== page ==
The creative challenge of Spotify

Increasingly I’m being asked to record ads that will be broadcast on Spotify. (For those who don’t know, Spotify is an online music sharing site, partly funded by advertising). Recording material like this offers a few creative challenges to the copywriter and the voiceover (and probably the producer too).


It’s easy to forget the natural environment of the Spotify ad. The user is at their computer in their own personal space, working or just chilling out, while listening to music they’ve personally selected…and unless they’ve paid the premium fee, they’ll hear occasional adverts popping up between the songs they’re enjoying. Now I reckon this will have one of two effects: they’ll either really become engaged in the commercial and enthusiastically listen to it and embrace the sales message imparted therein with a full and glad heart…or they’ll secretly hate it and wish they could get on with listening to their fave Jedward track (or whatever).

In all honesty, as much as I love the world of advertising I rather suspect the first scenario is a fantasy that only exists in a marketing exec’s panting imagination. The intrusive nature of adverts interrupting an emotionally charged musical experience might, I suspect, rather cheese the user off…unless the advertising professionals involved in the production of the ad are mindful about what the user will take from the ad.


Achieving the balance of a non-intrusive sales message is a tough one to pull off. The ad still needs to work for the client in a tangible and meaningful way. It means the copywriter might have to adopt a gentler approach and the shouty-shouty ‘buy it NOW, you fool’ angle might fall on stony ground in the intimate medium of Spotify. And of course the voiceover should remember that the notion of ‘broadcasting’ on Spotify is a subtle one; you’re talking to the listener in their private space in a more one-to-one way than any other medium I can think of. The Spotify experience is unique as the chances of another user listening to the same stuff as the userat the same time as the user is a helluva long shot. It’s this feeling of an ‘exclusive experience’ that shouldn’t be forgotten when making Spotify ads. It doesn’t mean that the ad should be ‘beige’ – it just means it should be more mindful of the ad’s natural environment.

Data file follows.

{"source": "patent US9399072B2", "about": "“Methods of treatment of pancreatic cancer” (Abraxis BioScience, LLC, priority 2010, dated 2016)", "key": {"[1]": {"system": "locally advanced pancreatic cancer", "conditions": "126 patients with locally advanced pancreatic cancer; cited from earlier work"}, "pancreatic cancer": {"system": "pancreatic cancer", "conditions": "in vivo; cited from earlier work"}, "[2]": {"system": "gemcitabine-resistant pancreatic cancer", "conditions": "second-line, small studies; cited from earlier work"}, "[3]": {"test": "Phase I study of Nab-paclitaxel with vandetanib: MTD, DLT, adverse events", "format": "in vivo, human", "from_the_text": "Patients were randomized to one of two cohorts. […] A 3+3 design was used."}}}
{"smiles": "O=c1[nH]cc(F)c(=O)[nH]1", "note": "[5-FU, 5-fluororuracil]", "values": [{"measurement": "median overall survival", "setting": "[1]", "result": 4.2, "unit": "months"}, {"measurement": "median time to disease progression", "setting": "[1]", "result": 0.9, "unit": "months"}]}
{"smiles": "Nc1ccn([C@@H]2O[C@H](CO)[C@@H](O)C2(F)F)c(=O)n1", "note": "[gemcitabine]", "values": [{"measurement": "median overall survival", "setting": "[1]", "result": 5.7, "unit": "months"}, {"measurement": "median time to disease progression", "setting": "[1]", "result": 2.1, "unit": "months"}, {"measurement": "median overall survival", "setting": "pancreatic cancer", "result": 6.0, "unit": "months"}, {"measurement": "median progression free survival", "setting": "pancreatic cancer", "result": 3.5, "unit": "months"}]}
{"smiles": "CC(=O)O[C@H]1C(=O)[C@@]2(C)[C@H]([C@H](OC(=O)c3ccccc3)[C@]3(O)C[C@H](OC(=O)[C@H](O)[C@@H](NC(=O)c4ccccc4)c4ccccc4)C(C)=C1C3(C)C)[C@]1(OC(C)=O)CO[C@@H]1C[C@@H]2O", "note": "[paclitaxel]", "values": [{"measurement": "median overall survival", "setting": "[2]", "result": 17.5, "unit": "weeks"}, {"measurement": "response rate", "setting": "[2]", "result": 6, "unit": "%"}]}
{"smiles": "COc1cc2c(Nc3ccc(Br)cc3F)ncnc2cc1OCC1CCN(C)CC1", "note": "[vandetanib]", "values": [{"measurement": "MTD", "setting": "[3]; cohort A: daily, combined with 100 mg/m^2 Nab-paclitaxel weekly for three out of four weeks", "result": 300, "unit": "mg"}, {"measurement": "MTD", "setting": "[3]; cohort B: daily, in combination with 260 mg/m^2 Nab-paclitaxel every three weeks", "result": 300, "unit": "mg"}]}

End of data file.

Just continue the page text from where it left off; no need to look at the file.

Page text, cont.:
But to make a great Spotify ad takes courage. The client must trust the copywriter, sales exec and the producer here – something that’s difficult for them to do in these cash-strapped times where every buck needs a bang. The copywriter must change tack and stretch their creativity in a fresh new way. And the voiceover needs to relax their reliance on their usual vocal techniques. In the medium of Spotify, an old schema just won’t work very well.


For my money, the style adopted should be friendly but not cloying, assertive but not pushy, conversational and not cheesy. These days consumers are being sold at from the moment they wake up in the morning. There are ads everywhere – in print, on the radio, on the telly, on banner ads on mobile phones, on billboards – people can’t MOVE for adverts. And I reckon a lot of people have got ‘advertising fatigue.’ Because of the economic downturn people are less willing to be explicitly told what they should spend their money on and as such, consumers have become more media savvy. They just switch off if an ad doesn’t float their boat. It sort of becomes filtered out.

So when making commercials for Spotify, it’s worth remembering that sometimes less really is more.

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Emma Clarke

Emma is an award-winning voiceover, broadcaster and writer. Want to find out more about Emma?
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